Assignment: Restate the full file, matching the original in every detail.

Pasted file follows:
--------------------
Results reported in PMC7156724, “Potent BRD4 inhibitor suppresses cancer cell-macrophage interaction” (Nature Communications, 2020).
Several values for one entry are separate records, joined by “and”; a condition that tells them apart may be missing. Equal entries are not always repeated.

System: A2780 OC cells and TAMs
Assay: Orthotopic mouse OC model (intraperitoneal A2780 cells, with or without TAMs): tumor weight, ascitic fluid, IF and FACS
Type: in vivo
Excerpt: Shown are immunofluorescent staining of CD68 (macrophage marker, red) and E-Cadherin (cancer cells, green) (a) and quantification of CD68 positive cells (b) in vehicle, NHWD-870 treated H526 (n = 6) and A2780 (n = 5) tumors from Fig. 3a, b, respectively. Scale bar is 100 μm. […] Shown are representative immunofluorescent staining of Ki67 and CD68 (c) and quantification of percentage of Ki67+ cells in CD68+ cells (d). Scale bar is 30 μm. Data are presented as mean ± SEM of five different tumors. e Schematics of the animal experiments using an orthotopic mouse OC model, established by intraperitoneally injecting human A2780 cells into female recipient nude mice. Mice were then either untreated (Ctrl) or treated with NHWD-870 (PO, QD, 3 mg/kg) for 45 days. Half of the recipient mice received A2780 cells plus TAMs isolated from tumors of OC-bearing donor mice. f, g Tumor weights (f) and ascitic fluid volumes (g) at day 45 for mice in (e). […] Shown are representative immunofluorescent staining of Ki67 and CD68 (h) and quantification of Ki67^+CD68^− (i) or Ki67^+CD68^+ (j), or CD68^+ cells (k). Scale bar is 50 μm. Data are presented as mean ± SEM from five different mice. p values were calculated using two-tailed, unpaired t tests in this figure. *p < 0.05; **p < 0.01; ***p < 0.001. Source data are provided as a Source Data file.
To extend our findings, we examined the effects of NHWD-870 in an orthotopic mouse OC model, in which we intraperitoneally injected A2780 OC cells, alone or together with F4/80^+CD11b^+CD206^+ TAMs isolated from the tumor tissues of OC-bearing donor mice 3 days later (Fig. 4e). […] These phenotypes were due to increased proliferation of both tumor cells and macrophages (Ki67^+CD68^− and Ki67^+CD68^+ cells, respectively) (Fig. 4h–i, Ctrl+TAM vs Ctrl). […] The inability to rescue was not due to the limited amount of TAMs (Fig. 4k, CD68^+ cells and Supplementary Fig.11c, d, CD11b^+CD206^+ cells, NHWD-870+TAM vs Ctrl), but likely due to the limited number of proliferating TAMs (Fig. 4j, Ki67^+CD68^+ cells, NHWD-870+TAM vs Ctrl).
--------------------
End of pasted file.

Results reported in PMC7156724, “Potent BRD4 inhibitor suppresses cancer cell-macrophage interaction” (Nature Communications, 2020).
Several values for one entry are separate records, joined by “and”; a condition that tells them apart may be missing. Equal entries are not always repeated.

System: A2780 OC cells and TAMs
Assay: Orthotopic mouse OC model (intraperitoneal A2780 cells, with or without TAMs): tumor weight, ascitic fluid, IF and FACS
Type: in vivo
Excerpt: Shown are immunofluorescent staining of CD68 (macrophage marker, red) and E-Cadherin (cancer cells, green) (a) and quantification of CD68 positive cells (b) in vehicle, NHWD-870 treated H526 (n = 6) and A2780 (n = 5) tumors from Fig. 3a, b, respectively. Scale bar is 100 μm. […] Shown are representative immunofluorescent staining of Ki67 and CD68 (c) and quantification of percentage of Ki67+ cells in CD68+ cells (d). Scale bar is 30 μm. Data are presented as mean ± SEM of five different tumors. e Schematics of the animal experiments using an orthotopic mouse OC model, established by intraperitoneally injecting human A2780 cells into female recipient nude mice. Mice were then either untreated (Ctrl) or treated with NHWD-870 (PO, QD, 3 mg/kg) for 45 days. Half of the recipient mice received A2780 cells plus TAMs isolated from tumors of OC-bearing donor mice. f, g Tumor weights (f) and ascitic fluid volumes (g) at day 45 for mice in (e). […] Shown are representative immunofluorescent staining of Ki67 and CD68 (h) and quantification of Ki67^+CD68^− (i) or Ki67^+CD68^+ (j), or CD68^+ cells (k). Scale bar is 50 μm. Data are presented as mean ± SEM from five different mice. p values were calculated using two-tailed, unpaired t tests in this figure. *p < 0.05; **p < 0.01; ***p < 0.001. Source data are provided as a Source Data file.
To extend our findings, we examined the effects of NHWD-870 in an orthotopic mouse OC model, in which we intraperitoneally injected A2780 OC cells, alone or together with F4/80^+CD11b^+CD206^+ TAMs isolated from the tumor tissues of OC-bearing donor mice 3 days later (Fig. 4e). […] These phenotypes were due to increased proliferation of both tumor cells and macrophages (Ki67^+CD68^− and Ki67^+CD68^+ cells, respectively) (Fig. 4h–i, Ctrl+TAM vs Ctrl). […] The inability to rescue was not due to the limited amount of TAMs (Fig. 4k, CD68^+ cells and Supplementary Fig.11c, d, CD11b^+CD206^+ cells, NHWD-870+TAM vs Ctrl), but likely due to the limited number of proliferating TAMs (Fig. 4j, Ki67^+CD68^+ cells, NHWD-870+TAM vs Ctrl).